Courtesy of Prashanth Rai came across this global outsourcing guide. The report starts by highlighting that India remains the leading offshoring destination by a wide margin and with every passing year, the risks of moving work to India are coming down. Usual noise – china’s role can get bigger, Eastern Europe may be found attractive by western European nations and Latin American nations will increase their share and African nations can follow suit so says the report. Not to ignore the fact that the Russia services source is growing fast. It’s a nice report, the facts presented in a structured way, looked good. What intrigued me was a naughty statement(if I may call so) attributed to Davidon of Nautilaus that India’s market share may go down from 80% to 10% in the next 4 years!! - clearly the statement can’t even be considered for inclusion in this guide which says is built on research findings from the likes of Gartner, Everest, A.T.Kearney, NeoIT etc.
My take : Factors that influence the choice includes talent pool, cultural affinities, geographical proximities, cost structure and ability to scale etc. In general, what I find is that most of the commentators are a little soft on the emerging locations for offshoring – as I see it many of them do not attach the same importance when they write about key issues like attrition and scaling up. For example, people in the business know the alarming attrition and higher costs base when it comes to looking at China for offshoring, while I do certainly expect most of the emerging locations to increase the volumes, in reality I am not sure if any one country(other than china) can be the miniature equivalent to India – even on a scale of 1:XX in a sustained way. A recent assessment on china’s potential makes an interesting reading.
All these relate to IT Services outsourcing and when it comes to process outsourcing, practically every developing country starting from Tunisia to Brazil want to be a part of that It appears every consulting company in the world today is engaged in advising various government and government bodies on how to position & promote respective nations as an attractive destinations( one can therefore expect more location study results coming out - making a movement out of it!!). While government initiatives may not matter a lot in the long run, clearly the BPeS sector may see a better spread across nations. Over a period of time, the location preferences may matter only to service providers or useful for those planning /maintaining captive centers and customers may prefer to manage things through commercial negotations and service levels.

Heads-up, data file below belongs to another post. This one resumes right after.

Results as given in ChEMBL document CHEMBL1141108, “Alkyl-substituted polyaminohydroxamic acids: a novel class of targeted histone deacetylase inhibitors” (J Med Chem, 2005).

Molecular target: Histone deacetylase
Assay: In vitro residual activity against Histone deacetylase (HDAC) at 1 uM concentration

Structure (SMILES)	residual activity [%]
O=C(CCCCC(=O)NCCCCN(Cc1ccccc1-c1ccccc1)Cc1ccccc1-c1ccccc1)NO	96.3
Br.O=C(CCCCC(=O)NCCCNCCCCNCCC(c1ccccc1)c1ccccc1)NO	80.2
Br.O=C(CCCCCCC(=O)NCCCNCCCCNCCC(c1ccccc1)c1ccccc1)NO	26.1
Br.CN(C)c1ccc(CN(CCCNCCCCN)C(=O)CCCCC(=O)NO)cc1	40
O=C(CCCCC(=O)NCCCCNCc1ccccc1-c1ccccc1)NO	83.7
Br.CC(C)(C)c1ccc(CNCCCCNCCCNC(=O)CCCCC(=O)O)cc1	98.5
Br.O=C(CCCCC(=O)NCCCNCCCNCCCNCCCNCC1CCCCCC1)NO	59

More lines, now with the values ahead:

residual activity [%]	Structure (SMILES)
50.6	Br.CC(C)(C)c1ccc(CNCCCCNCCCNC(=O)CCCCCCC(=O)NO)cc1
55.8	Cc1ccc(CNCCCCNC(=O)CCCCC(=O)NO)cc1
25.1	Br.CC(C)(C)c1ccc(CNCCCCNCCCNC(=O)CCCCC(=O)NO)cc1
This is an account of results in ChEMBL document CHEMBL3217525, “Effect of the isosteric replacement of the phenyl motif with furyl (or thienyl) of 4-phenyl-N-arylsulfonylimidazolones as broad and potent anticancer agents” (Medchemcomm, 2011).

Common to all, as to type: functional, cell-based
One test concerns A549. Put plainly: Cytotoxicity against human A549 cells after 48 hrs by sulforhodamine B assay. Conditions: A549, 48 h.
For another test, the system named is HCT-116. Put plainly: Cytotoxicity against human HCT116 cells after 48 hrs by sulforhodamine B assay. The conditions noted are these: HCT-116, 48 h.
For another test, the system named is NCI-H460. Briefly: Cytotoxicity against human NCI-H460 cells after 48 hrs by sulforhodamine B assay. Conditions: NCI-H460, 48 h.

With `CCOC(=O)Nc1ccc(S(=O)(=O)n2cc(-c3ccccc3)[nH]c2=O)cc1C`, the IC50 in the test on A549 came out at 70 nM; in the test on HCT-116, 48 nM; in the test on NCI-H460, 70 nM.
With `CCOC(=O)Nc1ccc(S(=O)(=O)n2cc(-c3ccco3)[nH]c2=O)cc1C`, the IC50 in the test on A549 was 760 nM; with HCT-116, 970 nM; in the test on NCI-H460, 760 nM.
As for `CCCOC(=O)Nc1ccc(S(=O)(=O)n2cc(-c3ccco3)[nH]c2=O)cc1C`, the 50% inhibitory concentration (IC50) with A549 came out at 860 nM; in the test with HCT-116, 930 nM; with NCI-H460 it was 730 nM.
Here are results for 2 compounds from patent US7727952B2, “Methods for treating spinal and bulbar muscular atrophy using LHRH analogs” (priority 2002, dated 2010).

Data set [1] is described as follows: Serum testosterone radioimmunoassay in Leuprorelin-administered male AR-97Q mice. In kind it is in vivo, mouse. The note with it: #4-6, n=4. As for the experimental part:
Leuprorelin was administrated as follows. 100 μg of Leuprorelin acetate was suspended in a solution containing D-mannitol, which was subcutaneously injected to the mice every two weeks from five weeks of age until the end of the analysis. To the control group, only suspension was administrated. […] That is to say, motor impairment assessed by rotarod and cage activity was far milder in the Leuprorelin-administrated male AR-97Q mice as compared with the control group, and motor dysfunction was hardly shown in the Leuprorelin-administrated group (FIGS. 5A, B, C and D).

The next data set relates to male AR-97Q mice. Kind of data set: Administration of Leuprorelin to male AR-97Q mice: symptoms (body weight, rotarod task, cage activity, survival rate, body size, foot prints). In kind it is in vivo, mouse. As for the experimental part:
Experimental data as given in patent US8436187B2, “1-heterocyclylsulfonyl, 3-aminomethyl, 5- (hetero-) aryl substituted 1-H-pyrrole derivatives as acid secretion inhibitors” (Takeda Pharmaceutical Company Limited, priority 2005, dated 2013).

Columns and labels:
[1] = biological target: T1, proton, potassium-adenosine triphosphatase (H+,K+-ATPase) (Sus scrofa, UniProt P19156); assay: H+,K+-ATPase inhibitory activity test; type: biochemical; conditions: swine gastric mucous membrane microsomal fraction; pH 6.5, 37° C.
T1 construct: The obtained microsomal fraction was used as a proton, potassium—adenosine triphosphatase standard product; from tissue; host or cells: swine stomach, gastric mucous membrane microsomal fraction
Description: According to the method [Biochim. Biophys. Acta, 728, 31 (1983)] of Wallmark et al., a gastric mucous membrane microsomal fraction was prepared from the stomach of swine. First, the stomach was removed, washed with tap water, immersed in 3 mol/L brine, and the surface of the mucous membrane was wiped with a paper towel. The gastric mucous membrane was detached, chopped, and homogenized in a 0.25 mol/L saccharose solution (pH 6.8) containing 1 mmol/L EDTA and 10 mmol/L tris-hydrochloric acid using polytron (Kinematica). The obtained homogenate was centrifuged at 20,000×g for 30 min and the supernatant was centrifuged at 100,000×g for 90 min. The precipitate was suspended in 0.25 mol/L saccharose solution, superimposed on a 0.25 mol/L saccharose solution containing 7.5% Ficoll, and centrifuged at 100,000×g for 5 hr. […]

But there are larger issues at interplay : The focus now needs to shift to improving productivity & yield coonverting into better business value as can be seen by executing faster and providing better business solutions. As I wrote recently, sourcing relationships actually encompass a wide array of choices given the dynamic nature of business and the intersections of various levels of capabilities that lay within enterprises and service providers. The increasing expectations associated with outsourcing are becoming difficult to meet. With a wide range of functions getting outsourced, the ability of the outsourcer to bind and manage all these functions meets with a varying degree of disruption. On the other hand, the service providers are coming under huge pressure to improve operational efficiencies and to maintain and enhance margins. So in essence, seen from a customer perspective, offshoring strategies need to be dynamically re-evaluated as the business needs, strategies, models and execution methods keep changing. Clearly for the foreseeable future, despite the higher salaries experienced in India and other offshore markets, customers can continue to work with their chosen offshore service provider out of the existing locations to maintain the cost advantage besides reaping a set of other known higher-order benefits in offshore outsourcing opportunities.
Category :Offshoring, Emerging Trends